Dan's Hiking Pages: Hikes in the San Gabriels and Beyond
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Guidebook Review by Dan Simpson
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Jerry Schad
Jerry Schad passed away on September 22, 2011.
Read my tribute
on Dan's Hiking Blog.
He was written up so many hundreds of trails for hiking, biking, and running in Southern California, I have a hard time imagining he has a life outside of his trail ventures and writing. But the book jacket says he is a professor of physical science at San Diego Mesa College.

He was written at least 13 books. The one most relevant to hiking the San Gabriels is Afoot and Afield in Los Angeles County (Wilderness Press, Second Edition, Sept. 2000). He covers 192 hikes, 99 of which he includes under Angeles Forest, and another 4 under San Gabriel Valley which actually are part of the San Gabriels. The majority of these hikes are written up by Robinson, although both authors present some hikes that the other doesn't.

Expanded Review:
Afoot and Afield in Los Angeles County
by Jerry Schad
(Wilderness Press, Second Edition, Sept. 2000)

The book begins with a 10-page section, "Introducing Los Angeles County," six pages of "Health, Safety, and Courtesy," two pages of Where and When to Go and How to Avoid the Smog," and five pages of how to use the book. Then he presents 192 hikes in 32 areas in five regions: Coastline, Basin and Foothills, Santa Monica Mountains, Angeles Forest, and Santa Catalina Island.

Each hike comprises two sections: The top section with all the vital stats, and the main body of the write up.

1. The top of each hike has the following:
- Trip number
- Hike name (brief, usually just the destination but not the trailhead)
- Distance (miles, to the tenth)
- Total elevation gain/loss
- Hiking time (in hours, usually rounded to the hour)
- Optional map (USGS Quadrangle)
- Best Times (season)
- Agency
- Difficulty (from one to five stars)

He also uses 12 icons to represent such things as terrain, marked trail vs. navigation by map and compass, point-to point vs. out and back, suitable for mountain biking, dogs, kids, etc.

I rarely look at any of the icons, the hiking time, classification, or agency. I primarily look at the destination, the distance, and elevation gain. However, I'm not riding a bike or hiking with dogs or children. But certainly there are those for whom this information is helpful.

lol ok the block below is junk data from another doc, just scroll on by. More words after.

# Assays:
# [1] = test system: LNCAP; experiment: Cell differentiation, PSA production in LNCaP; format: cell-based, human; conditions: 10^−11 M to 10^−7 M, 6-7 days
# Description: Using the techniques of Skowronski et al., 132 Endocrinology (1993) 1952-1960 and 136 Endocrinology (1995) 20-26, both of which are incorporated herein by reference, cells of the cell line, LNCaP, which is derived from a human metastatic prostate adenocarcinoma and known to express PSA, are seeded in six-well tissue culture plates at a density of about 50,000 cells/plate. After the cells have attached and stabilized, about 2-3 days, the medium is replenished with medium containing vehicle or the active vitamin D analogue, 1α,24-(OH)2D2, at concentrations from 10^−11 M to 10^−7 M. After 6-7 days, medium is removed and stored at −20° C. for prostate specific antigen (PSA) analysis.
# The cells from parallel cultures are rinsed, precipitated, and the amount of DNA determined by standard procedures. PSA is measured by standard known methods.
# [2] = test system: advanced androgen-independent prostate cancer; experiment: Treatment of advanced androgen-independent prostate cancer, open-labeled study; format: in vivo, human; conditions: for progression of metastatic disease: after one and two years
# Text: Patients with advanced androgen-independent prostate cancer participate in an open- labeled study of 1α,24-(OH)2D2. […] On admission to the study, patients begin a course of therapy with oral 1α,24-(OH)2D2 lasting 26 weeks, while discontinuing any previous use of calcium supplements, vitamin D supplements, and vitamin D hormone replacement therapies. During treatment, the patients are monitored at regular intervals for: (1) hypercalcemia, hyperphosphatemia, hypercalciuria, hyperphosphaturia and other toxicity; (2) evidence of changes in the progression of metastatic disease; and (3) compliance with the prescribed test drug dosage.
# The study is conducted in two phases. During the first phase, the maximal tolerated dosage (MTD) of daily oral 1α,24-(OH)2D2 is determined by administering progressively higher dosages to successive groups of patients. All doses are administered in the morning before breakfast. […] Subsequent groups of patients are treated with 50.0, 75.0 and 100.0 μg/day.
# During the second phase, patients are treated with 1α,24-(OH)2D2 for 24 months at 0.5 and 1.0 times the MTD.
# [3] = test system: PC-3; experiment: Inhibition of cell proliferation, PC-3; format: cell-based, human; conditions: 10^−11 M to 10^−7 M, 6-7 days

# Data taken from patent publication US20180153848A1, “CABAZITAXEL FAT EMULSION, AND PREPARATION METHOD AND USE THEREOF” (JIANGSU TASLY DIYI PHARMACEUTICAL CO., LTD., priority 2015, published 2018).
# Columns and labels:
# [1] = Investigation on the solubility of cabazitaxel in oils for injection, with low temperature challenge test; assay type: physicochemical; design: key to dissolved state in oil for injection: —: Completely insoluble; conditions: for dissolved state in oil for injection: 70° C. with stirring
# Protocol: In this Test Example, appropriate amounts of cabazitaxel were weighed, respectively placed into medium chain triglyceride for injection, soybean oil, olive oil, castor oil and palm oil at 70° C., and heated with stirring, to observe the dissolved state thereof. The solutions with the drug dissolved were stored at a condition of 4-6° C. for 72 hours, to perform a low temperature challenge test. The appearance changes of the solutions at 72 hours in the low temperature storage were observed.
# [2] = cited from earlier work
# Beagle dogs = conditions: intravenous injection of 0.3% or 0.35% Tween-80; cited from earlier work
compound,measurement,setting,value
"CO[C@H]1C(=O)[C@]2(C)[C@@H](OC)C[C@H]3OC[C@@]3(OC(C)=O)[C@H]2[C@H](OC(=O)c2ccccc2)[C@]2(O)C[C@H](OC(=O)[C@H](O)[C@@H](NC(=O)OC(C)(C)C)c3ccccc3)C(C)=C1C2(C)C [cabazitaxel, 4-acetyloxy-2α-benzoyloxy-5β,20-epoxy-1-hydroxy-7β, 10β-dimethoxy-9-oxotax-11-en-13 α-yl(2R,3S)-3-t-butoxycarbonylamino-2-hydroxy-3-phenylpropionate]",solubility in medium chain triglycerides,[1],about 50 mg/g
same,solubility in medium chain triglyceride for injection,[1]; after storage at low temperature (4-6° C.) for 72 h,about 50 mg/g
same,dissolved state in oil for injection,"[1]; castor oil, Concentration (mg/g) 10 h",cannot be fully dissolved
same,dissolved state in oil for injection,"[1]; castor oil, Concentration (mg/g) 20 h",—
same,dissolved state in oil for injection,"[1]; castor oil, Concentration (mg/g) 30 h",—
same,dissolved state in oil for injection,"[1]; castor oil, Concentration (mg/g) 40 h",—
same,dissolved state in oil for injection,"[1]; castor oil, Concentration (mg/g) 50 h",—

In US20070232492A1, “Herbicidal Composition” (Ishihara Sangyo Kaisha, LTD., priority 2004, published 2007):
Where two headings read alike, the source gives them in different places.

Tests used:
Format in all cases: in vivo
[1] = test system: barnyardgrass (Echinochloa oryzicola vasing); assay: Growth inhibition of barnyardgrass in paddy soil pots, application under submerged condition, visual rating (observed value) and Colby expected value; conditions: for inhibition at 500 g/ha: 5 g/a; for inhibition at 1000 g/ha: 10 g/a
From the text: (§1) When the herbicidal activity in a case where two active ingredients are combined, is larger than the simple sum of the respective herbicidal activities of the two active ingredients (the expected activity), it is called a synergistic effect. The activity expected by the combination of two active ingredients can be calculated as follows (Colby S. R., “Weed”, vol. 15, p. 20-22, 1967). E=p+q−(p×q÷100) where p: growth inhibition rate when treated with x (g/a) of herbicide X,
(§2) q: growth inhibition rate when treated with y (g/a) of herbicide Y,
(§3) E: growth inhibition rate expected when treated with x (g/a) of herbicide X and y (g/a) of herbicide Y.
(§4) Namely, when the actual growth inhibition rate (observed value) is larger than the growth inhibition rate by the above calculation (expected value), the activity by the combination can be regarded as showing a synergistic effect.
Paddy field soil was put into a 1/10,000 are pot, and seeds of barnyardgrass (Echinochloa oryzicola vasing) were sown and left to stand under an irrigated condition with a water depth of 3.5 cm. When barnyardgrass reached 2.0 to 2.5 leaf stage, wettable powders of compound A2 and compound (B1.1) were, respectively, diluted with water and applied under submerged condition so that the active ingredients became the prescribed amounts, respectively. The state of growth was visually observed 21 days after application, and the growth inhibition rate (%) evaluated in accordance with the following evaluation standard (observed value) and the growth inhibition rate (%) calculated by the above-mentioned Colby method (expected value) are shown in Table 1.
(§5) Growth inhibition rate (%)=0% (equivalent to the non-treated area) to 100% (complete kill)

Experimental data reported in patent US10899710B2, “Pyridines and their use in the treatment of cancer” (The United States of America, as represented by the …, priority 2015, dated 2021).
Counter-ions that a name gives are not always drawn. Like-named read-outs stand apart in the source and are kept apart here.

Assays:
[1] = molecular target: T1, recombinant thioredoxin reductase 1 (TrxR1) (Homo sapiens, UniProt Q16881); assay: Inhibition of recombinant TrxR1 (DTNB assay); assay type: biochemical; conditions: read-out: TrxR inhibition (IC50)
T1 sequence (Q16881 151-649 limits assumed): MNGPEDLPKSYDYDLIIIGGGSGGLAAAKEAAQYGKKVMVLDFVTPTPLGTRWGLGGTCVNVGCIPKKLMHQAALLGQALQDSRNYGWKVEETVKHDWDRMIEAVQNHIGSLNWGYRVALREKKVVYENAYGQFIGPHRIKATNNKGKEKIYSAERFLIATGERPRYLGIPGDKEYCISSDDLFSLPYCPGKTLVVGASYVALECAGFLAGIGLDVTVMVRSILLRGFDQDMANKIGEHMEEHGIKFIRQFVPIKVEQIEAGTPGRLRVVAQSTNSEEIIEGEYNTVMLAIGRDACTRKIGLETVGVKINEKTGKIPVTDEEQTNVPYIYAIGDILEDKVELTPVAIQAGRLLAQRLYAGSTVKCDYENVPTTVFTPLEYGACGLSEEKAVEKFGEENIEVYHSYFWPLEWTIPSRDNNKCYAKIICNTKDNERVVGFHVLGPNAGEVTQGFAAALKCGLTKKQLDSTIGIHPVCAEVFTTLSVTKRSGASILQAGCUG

2. Main Body
Gives background and summary information, driving directions, and a description of the hike.

My observations and critique:
Schad's hike descriptions are solid. He has a good flare for words, which adds some spice to the write-ups. I like how Schad throughout the hike description includes the accumulative mileage (to the tenth) for various points along the way. This makes it very helpful in planning hikes and variations. Whereas Robinson is often vague, and sometimes inaccurate.

Schad sometimes includes historical tidbits, but he doesn't compare to Robinson in giving the background.

Schad breaks up each region by areas. For example, the 99 trips listed under Angeles Forest are divided up into 14 areas, ranging from 2 to 14 hikes each. This is helpful. He also has a simple line map for each area, which is useful, but for me, not nearly as beneficial as Robinson's large topo-style map. Certainly Schad's approach to providing a map is more cost effective for the publisher. Although, if you loose or wear out Robinson's map, it costs half the price of the book to replace it.

On the Internet: Many of the hikes from Jerry Schad's books are published in his
Roam-O-Rama series
at SanDiegoReader.com.
Afoot and Afield in Los Angeles County
  • 192 hikes in Los Angeles area, 103 of them in the San Gabriels
  • Brief historical background on some hikes
  • Attention to mileage accuracy and lots of quick-view summery elements
  • Simple line maps for each area
  • 340 pages. 100 Photos. Retail $16.95.
My Recommendation:
If you will be hiking all over Los Angeles County (rather than primarily in the San Gabriels), Schad's book is an excellent value. If you are hiking primarily in the San Gabriels, Robinson is still my top recommendation.

View publisher write-up

Top Trails Los Angeles
by Jerry Schad
(Wilderness Press,1st Edition March 2004)

It appears that editor Joe Walowski collected what they deem as the "best trails" from Schad's other works. Covers 48 trails, 17 trials in the San Gabriels, most of which are included in Afoot and Afield in Los Angeles County. Even though the title says "Los Angeles," the book more closely parallels Schad's 101 Hikes in Southern California, covering trails in the Santa Monica Mountains, San Gabriel Mountains, San Bernardino Mountains, San Jacinto Mountains, Orange County and Cleveland National Forest.

Top Trails adds a lot of user-friendly features and treats presentations in a similar same way as Robinson, dividing the description into sections: Introduction, Best Time, Finding the Trail, and Trail Description (the same format I've been using on this website). The "Trail Milestones," highlighted in the text and summarized in the chart, nicely display the mileage points. Particularly helpful is a table at the beginning of the book that lists the hikes and uses icons in 30 columns to show an array of information about each hike: difficulty, miles, type, and more info in 7 categories: uses, access, terrain, water, flora & fauna, exposure, other.

I really like the format of the book. However with only 48 trails, it can't compare to Afoot and Afield in Los Angeles County with its 192 hikes, 103 in the San Gabriels.

My Recommendation:
Top Trails Los Angeles is an excellent book, but even with all its new features, Afoot and Afield in Los Angeles County is still the your best choose if you are primarily hiking in the Los Angeles area.

View publisher write-up

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This page was last updated September 25, 2011.